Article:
Tag Archives: Oliver jeffers

A Child of Books

A Child of Books
Oliver Jeffers and Sam Winston
Walker Books
I always thought I was the original ‘Child of Books’: certainly – thanks to my Dad – mine was a book-filled childhood. But it’s not so, and here’s the reason why: it’s a totally innovative and absolutely unique exploration of the power of story and storytelling that begins thus: ‘I am a child of Books. I come from a WORLD of stories.’ And thereafter, we are taken on an amazing journey of discovery that is also a celebration of classic tales from children’s literature.
Making up the waves of imagination upon which the girl and her raft float, are words from The Voyages of Doctor Dolittle, Robinson Crusoe, The Swiss Family Robinson, The Count of Monte Cristo, Kidnapped, Gulliver’s Travels, Twenty Thousand Leagues Under the Sea and Pinocchio

Assuredly the girl has already sailed across a sea of words but she has an invitation to join her in further journeying, an invitation taken up by a boy who goes with her into a host of magical story worlds; worlds fashioned through the
combination of Jeffers’ powerful images and signature handwriting, and Winston’s masterful typographic word wizardry.
Together the two children scale mountains …

and explore dark places, treasure seeking; they get lost in a forest whose trees (leaves aside) are all fairytales …

and then have to escape from a monstrous word beast, resident of a haunted castle.
As the journey progresses through imaginary lands, the scenes become brighter until the children’s shouts from outer space herald a riot of story-comprised colour.

Everything about this wonderful volume is so carefully considered by this inspired pairing; for instance there’s the stark contrast between Jeffers’ hand-written, lyrical narrative and Winston’s digitally manipulated lines from the classics. Talking of classics, this ground-breaking book is surely destined to become a modern classic. One wonders whether its creators might have read Tom Phillips’ A Humument.
I could go on waxing lyrical about this intertextual wonder but let me merely urge you to get hold of a copy of your own (and some to give). Free your mind, be enchanted and also see how many of the 42 classics you can discover for yourself between its awesome pages. It’s truly a work of art and a celebration of the imagination.

WNDB_Buttonlocalbookshops_NameImage-2

Board Books Briefing

DSCN7185 (800x600)

I Wish I Were a Pirate
Smriti Prasadam-Halls and Sarah Ward
Bloomsbury Children’s Books
In a jolly rhyming narrative, a small boy entertains the possibilities of a piratical life sailing the seas, capturing a baddie of two …

DSCN7183 (800x600)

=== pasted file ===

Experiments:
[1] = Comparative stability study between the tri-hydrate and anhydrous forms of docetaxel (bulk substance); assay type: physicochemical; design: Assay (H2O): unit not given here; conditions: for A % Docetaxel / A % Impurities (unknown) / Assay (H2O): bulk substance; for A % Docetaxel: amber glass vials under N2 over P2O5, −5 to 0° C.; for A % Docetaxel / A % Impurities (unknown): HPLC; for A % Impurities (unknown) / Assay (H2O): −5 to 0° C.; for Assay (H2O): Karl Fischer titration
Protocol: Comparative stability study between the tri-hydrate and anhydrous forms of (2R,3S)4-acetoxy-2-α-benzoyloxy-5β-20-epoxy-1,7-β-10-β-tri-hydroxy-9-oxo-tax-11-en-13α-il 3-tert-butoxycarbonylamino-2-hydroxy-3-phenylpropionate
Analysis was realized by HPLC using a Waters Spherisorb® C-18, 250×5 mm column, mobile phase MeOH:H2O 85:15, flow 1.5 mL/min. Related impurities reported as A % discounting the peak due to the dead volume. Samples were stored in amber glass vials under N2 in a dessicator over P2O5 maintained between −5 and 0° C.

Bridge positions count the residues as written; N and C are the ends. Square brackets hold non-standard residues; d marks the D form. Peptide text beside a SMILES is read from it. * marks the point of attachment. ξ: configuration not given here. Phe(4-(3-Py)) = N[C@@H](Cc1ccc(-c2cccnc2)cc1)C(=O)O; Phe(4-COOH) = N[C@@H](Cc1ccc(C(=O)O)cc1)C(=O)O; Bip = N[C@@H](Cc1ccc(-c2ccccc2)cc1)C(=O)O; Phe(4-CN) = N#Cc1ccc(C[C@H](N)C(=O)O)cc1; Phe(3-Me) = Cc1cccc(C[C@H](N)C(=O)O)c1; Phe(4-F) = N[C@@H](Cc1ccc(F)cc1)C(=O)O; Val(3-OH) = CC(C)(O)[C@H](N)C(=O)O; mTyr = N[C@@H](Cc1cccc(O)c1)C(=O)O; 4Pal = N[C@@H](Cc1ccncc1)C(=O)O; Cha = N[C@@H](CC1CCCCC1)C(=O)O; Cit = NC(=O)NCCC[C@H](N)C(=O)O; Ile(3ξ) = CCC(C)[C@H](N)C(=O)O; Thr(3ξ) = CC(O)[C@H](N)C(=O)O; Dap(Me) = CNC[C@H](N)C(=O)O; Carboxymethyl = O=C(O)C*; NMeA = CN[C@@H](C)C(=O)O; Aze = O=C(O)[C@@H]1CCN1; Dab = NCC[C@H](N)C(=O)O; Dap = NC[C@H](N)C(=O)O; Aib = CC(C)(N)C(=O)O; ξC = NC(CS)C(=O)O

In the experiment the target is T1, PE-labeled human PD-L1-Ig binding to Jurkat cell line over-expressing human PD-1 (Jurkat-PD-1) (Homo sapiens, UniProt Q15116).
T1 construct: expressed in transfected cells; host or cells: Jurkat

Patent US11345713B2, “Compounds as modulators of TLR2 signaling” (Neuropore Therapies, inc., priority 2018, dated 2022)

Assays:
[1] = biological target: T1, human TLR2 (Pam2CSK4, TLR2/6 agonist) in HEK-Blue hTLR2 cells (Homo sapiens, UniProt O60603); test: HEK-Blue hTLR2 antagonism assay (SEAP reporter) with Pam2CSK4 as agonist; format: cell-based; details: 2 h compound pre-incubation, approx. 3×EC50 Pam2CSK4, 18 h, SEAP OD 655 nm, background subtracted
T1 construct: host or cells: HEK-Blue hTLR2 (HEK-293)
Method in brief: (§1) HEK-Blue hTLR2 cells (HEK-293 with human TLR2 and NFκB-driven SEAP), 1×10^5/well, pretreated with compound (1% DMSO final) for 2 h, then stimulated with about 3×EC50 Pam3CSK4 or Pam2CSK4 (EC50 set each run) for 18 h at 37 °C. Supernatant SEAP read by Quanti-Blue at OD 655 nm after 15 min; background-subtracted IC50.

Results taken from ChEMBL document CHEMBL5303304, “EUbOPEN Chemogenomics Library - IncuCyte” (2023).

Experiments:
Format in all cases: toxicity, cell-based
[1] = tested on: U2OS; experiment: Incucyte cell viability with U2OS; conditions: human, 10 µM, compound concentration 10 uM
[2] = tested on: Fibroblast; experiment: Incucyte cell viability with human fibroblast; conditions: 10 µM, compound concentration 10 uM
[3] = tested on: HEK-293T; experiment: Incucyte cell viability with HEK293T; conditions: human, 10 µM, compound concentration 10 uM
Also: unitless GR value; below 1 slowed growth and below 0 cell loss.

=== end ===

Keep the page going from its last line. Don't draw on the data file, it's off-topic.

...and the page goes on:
and of course, searching for buried treasure.
Small fingers will have lots of fun working the various sliders …

 

DSCN7184 (800x600)

and there’s plenty to amuse in Sarah Ward’s jolly nautical scenes, not least the activities of the stowaway mice.

DSCN7004 (800x600)

Cars Go
Steve Light
Chronicle Books
Bright watercolour illustrations accompany the irresistible onomatopoeic outpourings of the eight vehicles featured in this wide format board book.
With an old jalopy that goes CHITTYCHITTY CHITTYCHITTY KKKKTTT SHHPPPTTT SHHPPPTTT, a Monster Truck that goes KR-KR-KR KR-KR-KR- KRRUUUNCH and this beauty …

DSCN7005 (800x600)

You’re guaranteed a wonderfully noisy story session when you share this with early years children; and think of all that inbuilt sound/symbol awareness potential herein.
And, don’t you just love the playful finale …

DSCN7007 (800x600)

 

DSCN7288 (800x600)
Listen to the Jungle
Listen to the Things that Go
Marion Billet
Nosy Crow
This pair of interactive board books with lots of noise making opportunities and amusing animal pictures should provide hours of fun for the very youngest. Lions, a hippo, monkeys, an elephant, pandas and parrots …

DSCN7181 (800x600)

plus a sprinkling of minibeasts and other birds inhabit the landscapes of the former, each being introduced with a single sentence such as ‘Listen to the hippo in the water.’
Each spread has a strategically placed button, which when pressed, makes the animal’s sound.
The Things that Go are cars, a lorry, a bike …

DSCN7177 (800x600)

a train, a boat and a tram and all the drivers, riders and passengers are animals.  
Both books, when shared with an adult, offer plenty of potential for talk about each spread. (And you can discretely turn the sound switch inside the back cover to the off position if you want to.)